The following article was found in The Awareness Center's archives. It was published before allegations against Mordecai Tendler were made public. It definitely qualifies as being "freaky".
As we all know the majority of those who sexually perpetrate crimes against others, often have histories of being violated themselves as children. One has to wonder if this is true in the alleged cases of both of the Tendler boys (Mordecai and Aron).
LIFE IN A JEWISH ORPHANAGE: ONE CHILD'S STORY
By Mordecai Tendler
(The Awareness Center's Daily Newsletter - Posted: Mon Sep 29, 2003 3:34 pm)
Child abuse is very common in today's society and in all cultures. However, it has now become very common among the Jewish Orthodox families, which has never happened before to such a degree. These abused children are very well taught not to talk Loshon Hora (bad things about other people) especially against their immediate families. The children learn to honor their fathers and their mothers as well as other adults. A child who is physically, emotionally, or sexually abused by a parent or other authority figure, would likely not tell anyone. She is afraid to tell anyone, and keeps her emotional scars to herself. It is a HiluI Hashem (an embarrassment to G-d). In the past, child abuse was a form of discipline, but today, a parent, or any caregiver who abuses a child would end up in jail.
This story is about a Jewish-Orthodox child who was severely abused by authorities and when she complained about this abuse, she was told to listen and behave. She suffered from her injuries so badly that it put her into the hospital's intensive care and neurological unit more than once. This abuse took place in a Jewish-Orthodox orphanage, where she grew up and lived for eleven years under the supervision of a very disturbed Holocaust survivor who imagined that our heroine was her child who had been killed by the Nazis. The supervisor also instigated some counselors to use Ahuva as a human target. Ahuva channeled her energies towards constructive activities: writing a daily diary, athletics, playing the accordion, volunteering in hospitals, helping in the orphanage's infirmary, studying, sewing, knitting, crocheting, and helping other children.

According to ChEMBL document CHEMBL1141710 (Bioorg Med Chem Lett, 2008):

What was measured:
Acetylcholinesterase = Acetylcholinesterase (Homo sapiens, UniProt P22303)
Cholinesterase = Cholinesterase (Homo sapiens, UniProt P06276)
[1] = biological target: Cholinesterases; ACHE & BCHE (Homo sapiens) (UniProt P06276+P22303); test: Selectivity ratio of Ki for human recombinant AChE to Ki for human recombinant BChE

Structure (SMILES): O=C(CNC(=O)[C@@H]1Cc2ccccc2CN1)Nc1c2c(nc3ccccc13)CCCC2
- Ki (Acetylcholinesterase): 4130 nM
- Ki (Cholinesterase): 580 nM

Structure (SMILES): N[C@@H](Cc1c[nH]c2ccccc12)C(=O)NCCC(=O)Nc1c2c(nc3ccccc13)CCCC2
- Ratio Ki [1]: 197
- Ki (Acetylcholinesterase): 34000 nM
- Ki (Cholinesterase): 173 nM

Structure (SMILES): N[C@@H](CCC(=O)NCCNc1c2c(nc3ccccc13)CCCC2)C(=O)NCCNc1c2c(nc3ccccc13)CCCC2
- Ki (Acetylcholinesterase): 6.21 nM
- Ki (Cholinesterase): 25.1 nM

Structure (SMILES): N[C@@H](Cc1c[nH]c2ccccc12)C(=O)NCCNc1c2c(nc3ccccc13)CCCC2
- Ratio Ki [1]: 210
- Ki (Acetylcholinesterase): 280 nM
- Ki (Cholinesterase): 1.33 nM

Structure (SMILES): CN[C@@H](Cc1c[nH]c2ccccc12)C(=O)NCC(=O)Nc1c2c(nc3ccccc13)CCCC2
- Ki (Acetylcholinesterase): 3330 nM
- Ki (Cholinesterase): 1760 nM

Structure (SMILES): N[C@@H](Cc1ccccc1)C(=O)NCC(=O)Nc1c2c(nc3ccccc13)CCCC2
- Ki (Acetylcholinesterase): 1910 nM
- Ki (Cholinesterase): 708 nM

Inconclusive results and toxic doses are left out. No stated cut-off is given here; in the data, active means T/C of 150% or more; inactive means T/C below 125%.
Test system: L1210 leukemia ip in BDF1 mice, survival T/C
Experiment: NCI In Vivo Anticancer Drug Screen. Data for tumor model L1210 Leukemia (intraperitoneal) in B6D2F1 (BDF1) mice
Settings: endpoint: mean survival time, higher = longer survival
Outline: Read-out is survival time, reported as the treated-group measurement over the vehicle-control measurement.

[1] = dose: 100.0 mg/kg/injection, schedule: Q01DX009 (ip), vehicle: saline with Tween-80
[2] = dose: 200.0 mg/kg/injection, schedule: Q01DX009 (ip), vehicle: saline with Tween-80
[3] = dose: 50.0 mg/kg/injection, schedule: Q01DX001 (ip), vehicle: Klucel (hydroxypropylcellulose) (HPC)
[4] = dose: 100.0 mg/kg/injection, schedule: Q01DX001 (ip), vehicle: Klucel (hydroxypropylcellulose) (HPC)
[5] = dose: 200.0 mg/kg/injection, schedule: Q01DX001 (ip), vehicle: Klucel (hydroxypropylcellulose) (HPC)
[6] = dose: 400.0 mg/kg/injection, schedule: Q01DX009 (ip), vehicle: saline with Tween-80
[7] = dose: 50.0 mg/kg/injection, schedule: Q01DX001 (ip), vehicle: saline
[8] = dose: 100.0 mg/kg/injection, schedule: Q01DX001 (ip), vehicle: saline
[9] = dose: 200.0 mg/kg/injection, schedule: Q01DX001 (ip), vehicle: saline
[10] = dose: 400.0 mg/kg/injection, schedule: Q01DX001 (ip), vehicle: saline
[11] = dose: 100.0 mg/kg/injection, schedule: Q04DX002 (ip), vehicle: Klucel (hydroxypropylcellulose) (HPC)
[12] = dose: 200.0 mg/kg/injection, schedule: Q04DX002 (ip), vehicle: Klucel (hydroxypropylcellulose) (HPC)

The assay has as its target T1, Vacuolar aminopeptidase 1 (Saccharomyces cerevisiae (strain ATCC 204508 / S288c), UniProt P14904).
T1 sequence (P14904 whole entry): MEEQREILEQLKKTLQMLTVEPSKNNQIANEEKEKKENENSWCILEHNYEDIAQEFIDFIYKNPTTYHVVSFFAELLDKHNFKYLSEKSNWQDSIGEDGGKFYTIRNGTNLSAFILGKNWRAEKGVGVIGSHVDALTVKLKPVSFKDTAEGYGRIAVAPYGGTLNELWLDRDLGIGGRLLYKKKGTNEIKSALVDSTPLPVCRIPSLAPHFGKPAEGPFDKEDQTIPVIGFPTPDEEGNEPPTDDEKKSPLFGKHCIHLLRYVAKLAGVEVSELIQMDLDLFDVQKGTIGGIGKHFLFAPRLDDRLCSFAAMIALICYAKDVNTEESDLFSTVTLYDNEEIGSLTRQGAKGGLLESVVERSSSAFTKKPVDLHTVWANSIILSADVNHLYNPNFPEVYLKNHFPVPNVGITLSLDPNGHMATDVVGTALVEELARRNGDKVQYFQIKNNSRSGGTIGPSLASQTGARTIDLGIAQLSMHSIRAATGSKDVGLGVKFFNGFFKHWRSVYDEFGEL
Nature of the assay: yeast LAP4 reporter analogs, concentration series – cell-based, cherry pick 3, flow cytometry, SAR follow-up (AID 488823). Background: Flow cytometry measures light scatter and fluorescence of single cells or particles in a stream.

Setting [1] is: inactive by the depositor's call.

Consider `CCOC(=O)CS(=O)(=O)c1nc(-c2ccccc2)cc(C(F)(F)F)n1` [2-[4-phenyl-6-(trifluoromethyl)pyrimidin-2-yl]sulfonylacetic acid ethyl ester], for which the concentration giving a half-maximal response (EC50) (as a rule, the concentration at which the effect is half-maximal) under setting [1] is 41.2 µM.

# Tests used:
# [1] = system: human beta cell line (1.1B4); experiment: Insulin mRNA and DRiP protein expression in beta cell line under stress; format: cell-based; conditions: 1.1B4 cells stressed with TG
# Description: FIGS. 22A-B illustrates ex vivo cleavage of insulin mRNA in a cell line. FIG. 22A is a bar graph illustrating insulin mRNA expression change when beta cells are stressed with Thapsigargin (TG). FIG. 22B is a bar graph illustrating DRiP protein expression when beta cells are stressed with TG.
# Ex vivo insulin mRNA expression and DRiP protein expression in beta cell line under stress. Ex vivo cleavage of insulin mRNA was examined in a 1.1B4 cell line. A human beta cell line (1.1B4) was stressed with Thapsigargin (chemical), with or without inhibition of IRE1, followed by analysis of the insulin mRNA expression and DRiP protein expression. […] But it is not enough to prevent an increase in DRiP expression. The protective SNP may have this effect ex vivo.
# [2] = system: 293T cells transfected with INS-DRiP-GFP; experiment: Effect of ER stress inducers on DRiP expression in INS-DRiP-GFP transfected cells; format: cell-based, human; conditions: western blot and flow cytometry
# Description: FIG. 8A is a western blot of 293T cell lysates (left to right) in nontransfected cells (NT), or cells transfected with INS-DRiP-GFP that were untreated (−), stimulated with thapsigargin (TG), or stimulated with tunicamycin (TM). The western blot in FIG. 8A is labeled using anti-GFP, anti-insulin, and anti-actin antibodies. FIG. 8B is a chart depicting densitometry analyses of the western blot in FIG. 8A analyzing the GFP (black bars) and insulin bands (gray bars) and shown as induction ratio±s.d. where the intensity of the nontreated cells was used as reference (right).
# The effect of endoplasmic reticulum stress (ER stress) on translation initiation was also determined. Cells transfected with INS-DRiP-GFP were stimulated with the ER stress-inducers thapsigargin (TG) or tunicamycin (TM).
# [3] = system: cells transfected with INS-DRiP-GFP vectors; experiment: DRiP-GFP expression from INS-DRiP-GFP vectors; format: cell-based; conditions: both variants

The author turned her miserable life around to a very fulfilled life which gave her joy and an outlet for her pain. When Hashem (G-d) gives you a mission you find the strength to value life and not commit suicide. She wanted to live a normal, healthy, secure life with her loving mother and loving siblings, who were always there when she needed them. Her goal for writing this book is to instill her strength to those who are suffering the same fate that our heroine experienced. Her message is: love life and go on in a constructive manner. Walk with your head up high, and look for your rainbow. Amen.
LIFE IN A JEWISH ORPHANAGE: ONE CHILD'S STORY is a very poignant and emotional depiction of the trials and tribulations found by an unusual child in a series of unfortunate circumstances. This book presents the philosophical message of the ability of one's inner strength or obstinate belief to triumph over trying events. Readers can readily find this book both fulfilling philosophically and religiously rewarding.
RABBI MORDECAI TENDLER, KEHILLAT NEW HEMPSTEAD, NEW YORK